Physician’s assistants: a workforce solution for Australia?
Significant medical workforce shortages, particularly in rural and remote locations, have prompted a range of responses in Australia at both state and Commonwealth levels. One such response was a pilot project to test the suitability of the Physician Assistant (PA) role in the Australian context. Five US-trained and accredited PAs were employed by Queensland Health and deployed in urban, rural and remote settings across Queensland. A concurrent mixed-method evaluation was conducted by Urbis, an independent research firm. The evaluation found that the PAs provided quality, safe clinical care under the supervision of local medical officers. The majority of nurses and doctors who worked with the PAs believed that the PAs made a positive contribution to the health care team by increasing capacity to meet patient needs; reducing on-call requirements for doctors; liaising with other clinical team members; streamlining procedures for efficient patient throughput; and providing continuity during periods of doctor changeover. The Pilot demonstrated that a delegated PA role can provide safe, quality health care by augmenting an established healthcare team. The PA role has the potential to benefit the community by increasing the capacity of the health care system, and to improve recruitment and retention by providing an additional professional pathway. The small size of the Pilot limits the ability to generalise regarding the future efficacy of the PA role in Australia. Further research is required to test training and deployment of PAs in a wider range of Australian clinical settings, including general practice and rural health clinics.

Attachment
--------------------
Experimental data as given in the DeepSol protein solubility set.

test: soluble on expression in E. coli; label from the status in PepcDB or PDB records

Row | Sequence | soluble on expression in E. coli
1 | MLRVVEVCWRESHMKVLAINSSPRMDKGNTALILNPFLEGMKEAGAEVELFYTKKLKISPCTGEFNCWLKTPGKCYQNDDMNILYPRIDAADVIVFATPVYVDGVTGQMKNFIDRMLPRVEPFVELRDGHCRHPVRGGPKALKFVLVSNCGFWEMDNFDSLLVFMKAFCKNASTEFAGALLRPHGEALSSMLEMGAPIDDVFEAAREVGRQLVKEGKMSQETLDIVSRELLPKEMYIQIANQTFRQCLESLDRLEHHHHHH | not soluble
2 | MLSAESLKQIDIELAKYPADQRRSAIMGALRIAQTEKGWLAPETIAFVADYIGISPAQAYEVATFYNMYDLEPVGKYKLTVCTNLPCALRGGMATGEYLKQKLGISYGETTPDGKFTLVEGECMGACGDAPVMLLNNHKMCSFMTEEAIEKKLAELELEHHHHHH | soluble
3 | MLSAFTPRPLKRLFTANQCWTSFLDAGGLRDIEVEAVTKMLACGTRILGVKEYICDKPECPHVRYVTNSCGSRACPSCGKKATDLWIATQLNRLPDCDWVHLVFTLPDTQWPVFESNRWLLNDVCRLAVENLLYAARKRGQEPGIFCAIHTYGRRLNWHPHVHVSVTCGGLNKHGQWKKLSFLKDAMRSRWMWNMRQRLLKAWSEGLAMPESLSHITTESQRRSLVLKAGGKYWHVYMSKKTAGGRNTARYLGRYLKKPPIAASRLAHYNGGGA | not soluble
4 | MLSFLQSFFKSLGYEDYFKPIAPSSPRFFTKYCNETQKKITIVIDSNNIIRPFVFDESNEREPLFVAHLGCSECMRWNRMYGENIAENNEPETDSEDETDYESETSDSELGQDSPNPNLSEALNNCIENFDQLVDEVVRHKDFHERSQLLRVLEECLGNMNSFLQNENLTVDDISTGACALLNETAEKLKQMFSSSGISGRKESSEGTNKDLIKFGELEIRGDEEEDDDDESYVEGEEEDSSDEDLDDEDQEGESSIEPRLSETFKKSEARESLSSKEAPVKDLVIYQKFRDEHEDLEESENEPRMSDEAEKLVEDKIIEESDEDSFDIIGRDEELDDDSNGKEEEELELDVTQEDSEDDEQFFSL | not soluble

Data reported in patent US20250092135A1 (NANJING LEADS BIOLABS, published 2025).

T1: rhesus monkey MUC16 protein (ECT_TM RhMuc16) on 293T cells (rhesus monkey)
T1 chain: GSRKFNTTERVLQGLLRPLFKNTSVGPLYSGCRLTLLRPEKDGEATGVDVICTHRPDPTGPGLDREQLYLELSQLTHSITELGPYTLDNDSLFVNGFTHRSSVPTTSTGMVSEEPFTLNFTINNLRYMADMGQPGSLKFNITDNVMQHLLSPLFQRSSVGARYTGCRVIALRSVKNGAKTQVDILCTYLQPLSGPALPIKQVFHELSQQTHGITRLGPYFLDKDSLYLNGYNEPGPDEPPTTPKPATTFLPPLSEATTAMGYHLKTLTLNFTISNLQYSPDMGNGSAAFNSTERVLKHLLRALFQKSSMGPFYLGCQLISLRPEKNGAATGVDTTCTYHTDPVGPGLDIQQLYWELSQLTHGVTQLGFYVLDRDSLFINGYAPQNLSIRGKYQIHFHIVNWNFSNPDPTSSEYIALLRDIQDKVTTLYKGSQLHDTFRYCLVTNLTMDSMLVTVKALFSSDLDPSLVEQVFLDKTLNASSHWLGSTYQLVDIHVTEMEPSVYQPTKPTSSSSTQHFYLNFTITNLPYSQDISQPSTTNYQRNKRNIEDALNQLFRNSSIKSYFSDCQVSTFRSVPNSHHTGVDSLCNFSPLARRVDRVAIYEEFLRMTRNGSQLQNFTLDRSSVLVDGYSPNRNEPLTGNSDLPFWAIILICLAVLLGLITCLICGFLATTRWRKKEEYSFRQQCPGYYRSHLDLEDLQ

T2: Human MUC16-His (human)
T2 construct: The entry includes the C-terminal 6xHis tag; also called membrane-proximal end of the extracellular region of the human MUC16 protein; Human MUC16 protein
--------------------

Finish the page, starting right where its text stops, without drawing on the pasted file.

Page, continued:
Additional keywords:health workforce, Queensland, rural and remote health.
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